& Alan Titchenal Tuesday , September 6, 2011
BMI not useful on its own to assess individualís health
Can you judge your health by a ratio of your weight to your height? There are calculators on many Internet sites to calculate your personal “body mass index,” BMI for short. You get a number that is supposed to indicate if you are too fat or not. It is a simple system, but its application to individuals as a measure of health is being questioned.
In 1970, a book titled “The Health of Americans,” edited by Boisfeuillet Jones, defined health as the complete physical, mental and social well-being of an individual. The publication suggested that it is an implicit goal of society to enhance each person’s opportunity for a healthy, reasonably happy and productive life. At that time, the weight of the nation was not a significant problem. Nor was BMI a common measure of a healthy weight. Now, however, BMI has come into common use as a measure of health.
Question: How well does BMI work?
Answer: Not that well. The BMI concept is most appropriately used in studies of large groups of people to classify them into various categories for research comparisons. The common practice is to classify adults with a BMI between 25 and 30 as overweight and those at 30 and above as obese. However, when BMI is used solely to classify an individual as overweight or obese, misinterpretation of a healthy weight for that individual can occur. For example, a BMI greater than 25 could reflect excessive amounts of body fat or significant muscle mass.
Overweight people who are physically fit and don’t display any of the commonly associated health problems may not benefit from extreme medical treatments to reduce their weight. Due to their genetic predisposition, being fit and fat may be reasonable and even preferable.
Q: Can BMI be used for children and adolescents?
A: Although BMI is being used to classify children and teens as overweight or obese, the “BMI report cards” that put parents on notice that their child is too fat have many potential complications.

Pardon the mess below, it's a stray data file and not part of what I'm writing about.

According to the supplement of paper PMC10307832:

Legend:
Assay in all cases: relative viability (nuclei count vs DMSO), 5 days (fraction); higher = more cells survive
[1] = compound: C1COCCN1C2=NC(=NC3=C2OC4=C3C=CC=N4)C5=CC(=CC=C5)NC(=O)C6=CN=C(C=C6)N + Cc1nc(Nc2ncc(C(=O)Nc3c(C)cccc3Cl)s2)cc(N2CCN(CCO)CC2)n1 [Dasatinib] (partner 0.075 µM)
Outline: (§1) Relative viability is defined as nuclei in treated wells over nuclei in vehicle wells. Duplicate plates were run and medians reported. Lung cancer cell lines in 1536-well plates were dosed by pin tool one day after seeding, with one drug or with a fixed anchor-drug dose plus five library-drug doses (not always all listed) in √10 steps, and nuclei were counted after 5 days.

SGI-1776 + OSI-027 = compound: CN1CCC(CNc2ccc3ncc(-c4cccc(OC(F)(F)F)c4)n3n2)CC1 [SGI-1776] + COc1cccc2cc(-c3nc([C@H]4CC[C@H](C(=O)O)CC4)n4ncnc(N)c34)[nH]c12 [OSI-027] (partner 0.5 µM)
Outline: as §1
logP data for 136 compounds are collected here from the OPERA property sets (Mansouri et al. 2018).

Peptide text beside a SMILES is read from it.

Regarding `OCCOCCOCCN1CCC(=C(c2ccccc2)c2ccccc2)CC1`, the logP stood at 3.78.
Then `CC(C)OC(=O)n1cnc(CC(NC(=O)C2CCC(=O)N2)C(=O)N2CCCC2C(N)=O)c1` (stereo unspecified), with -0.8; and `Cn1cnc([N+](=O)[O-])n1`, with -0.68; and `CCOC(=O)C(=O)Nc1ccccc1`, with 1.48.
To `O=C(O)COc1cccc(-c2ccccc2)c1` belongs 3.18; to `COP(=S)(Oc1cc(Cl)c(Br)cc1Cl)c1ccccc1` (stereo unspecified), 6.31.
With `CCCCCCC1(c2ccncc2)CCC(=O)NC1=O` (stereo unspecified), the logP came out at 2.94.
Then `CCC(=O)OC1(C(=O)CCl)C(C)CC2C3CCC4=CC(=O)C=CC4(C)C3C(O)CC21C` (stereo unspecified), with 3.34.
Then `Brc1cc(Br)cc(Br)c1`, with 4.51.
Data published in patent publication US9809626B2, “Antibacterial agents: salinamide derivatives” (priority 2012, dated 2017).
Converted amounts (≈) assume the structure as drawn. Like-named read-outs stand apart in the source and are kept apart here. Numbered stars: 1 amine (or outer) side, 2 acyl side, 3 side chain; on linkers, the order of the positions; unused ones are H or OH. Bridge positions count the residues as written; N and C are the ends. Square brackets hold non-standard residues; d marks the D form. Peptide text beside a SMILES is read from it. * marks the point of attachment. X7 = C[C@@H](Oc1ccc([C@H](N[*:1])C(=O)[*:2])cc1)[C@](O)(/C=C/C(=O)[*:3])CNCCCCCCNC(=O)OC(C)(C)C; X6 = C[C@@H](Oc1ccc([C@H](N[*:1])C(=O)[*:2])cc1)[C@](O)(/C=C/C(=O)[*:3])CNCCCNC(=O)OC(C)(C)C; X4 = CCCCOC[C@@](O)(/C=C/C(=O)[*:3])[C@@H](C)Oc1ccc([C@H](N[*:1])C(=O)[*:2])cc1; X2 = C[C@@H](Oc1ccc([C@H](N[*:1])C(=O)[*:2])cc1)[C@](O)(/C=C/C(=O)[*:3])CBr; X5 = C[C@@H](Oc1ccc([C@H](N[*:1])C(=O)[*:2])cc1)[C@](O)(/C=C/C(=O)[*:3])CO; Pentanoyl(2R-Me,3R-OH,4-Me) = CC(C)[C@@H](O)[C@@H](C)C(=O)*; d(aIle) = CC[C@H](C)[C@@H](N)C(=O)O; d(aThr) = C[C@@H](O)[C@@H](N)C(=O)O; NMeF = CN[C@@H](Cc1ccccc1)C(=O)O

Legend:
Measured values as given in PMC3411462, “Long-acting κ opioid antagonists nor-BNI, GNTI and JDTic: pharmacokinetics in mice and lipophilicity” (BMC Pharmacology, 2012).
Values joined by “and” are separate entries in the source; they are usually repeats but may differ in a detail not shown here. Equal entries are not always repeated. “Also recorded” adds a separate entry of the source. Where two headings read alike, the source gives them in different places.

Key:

Nobu Morimoto, a recent graduate of the University of Hawaii at Manoa Food Science and Human Nutrition program who was recently accepted into Tokyo Medical and Dental University, published a critical review on this topic in the Journal of Young Investigators. Morimoto found that using BMI with children and teens can often lead to incorrect conclusions about their body weight and health.
He found that when measurements of percent body fat were used in a study of nearly 1,000 children, more than 1 out of 4 children classified as obese by BMI actually had normal amounts of body fat. For children classified as overweight by BMI, more than 2 out of 3 had normal body fat. When children with normal amounts of body fat are told they are too fat, the physical and psychological ramifications can be severe and have lifelong impact.
Due to the limitations inherent in BMI, Dr. Arya Sharma, at the University of Alberta, proposed a ranking system using BMI in association with other aspects of health. Using this approach, called the Edmonton Obesity Staging System, the level of concern rises for a high BMI when it coexists with risk factors such as high blood pressure, elevated blood glucose, limitations in physical activity, psychological problems and other cardiovascular risk factors. This system helps to make more appropriate treatment decisions for overweight and obese individuals.
Joannie Dobbs, PhD, CNS and Alan Titchenal, PhD, CNS
are nutritionists in the Department of Human Nutrition, Food and Animal Sciences,
College of Tropical Agriculture and Human Resources, UH-Manoa.
Dr. Dobbs also works with the University Health Service
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